• Never leave a vehicle running in an enclosed space, such as a garage.

Learn more about how to protect your family from the dangers of vehicle-related carbon monoxide poisoning.

The New York Times, By David Jeans & Majlie De Puy Kamp, May 13, 2018
The HOT CARS Act Gets 3 New Sponsors
UPDATE: In the last several weeks, three new co-sponsors have signed on to support the HOT CARS Act. Much gratitude to Rep. Alan S. Lowenthal [D-CA-47] , Rep. Mark Pocan [D-WI-2] and Rep. Norma J. Torres [D-CA-35] for their co-sponsorship and for being champions for our children.

The HOT CARS Act is a federal bill that would require the U.S. Department of Transportation (DOT) to issue a rule requiring vehicles to come with a system to alert the driver if a passenger (child, vulnerable adult, disabled person or animal) remains in the back seat when a car is turned off.

Because  no one  thinks this could happen to them, children will continue to die until we have systems in vehicles to protect them. Our cars already have dozens of reminder alerts – for low fuel, headlights left on, engine issues, doors left ajar, low tire pressure, dead battery, etc. Why not a simple reminder that would save the life of a child?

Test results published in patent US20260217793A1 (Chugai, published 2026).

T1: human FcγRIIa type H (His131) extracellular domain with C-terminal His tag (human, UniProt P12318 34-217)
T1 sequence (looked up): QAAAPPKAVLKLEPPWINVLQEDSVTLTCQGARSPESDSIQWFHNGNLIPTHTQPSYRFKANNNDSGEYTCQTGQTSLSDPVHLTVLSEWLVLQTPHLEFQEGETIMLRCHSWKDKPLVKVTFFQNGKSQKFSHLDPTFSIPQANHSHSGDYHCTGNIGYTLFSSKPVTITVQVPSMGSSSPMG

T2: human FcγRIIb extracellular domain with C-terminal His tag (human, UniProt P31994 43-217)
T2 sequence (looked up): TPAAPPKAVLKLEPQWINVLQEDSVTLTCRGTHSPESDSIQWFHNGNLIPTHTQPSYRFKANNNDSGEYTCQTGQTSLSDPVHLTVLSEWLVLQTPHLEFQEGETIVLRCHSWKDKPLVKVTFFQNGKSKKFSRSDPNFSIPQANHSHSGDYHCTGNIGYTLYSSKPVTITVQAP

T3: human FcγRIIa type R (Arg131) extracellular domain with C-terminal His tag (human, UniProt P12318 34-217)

Take 30 seconds to send a letter asking you’re your legislators to support the HOT CARS Act. The letter is already written for you, all you have to do is add your name!

More than 8,400 people have already contacted their legislators via the PETA alert. To get our legislators to act, let’s send as many letters as we can to our members of Congress!

KidsAndCars.org would like to also extend our most sincere gratitude to the 39 consumer and safety groups, the Animal Care Coalition, animal protection organizations and the many individuals who are advocating for the bill. Thank you our newest supporters;
  • Air & Surface Transport Nurses Association (ASTNA)
  • American Academy of Emergency Medicine (AAEM)
  • The Humane Society of the U.S.
  • PETA

Please contact Amber@KidsAndCars.org if your agency or organization would like to be added to the list of supporters for the bill.

Learn more about the HOT CARS Act
Pet Night on Capitol Hill:
A good time was had by all at Pet Night on Capitol Hill with   PIJAC4Pets  & our animal care coalition friends. Look at those adorable fur babies! 
MUST READ News Articles:
Congrats to Susan Koeppen
for her Emmy-winning feature on frontovers:
Susan Koeppen, CBS, May 8, 2017

Victoria McKenzie, The Crime Report, Aug. 21, 2018

USA TODAY NETWORK Anna Groves, Milwaukee Journal Sentinel , July 17, 2018
Education Materials
Check out our NEW printed materials at our online store at https://www.kidsandcars.org/shop/

KidsAndCars.org also offers FREE, downloadable materials and social media content at; https://www.kidsandcars.org/how-kids-get-hurt/heat-stroke/
Recent Press Releases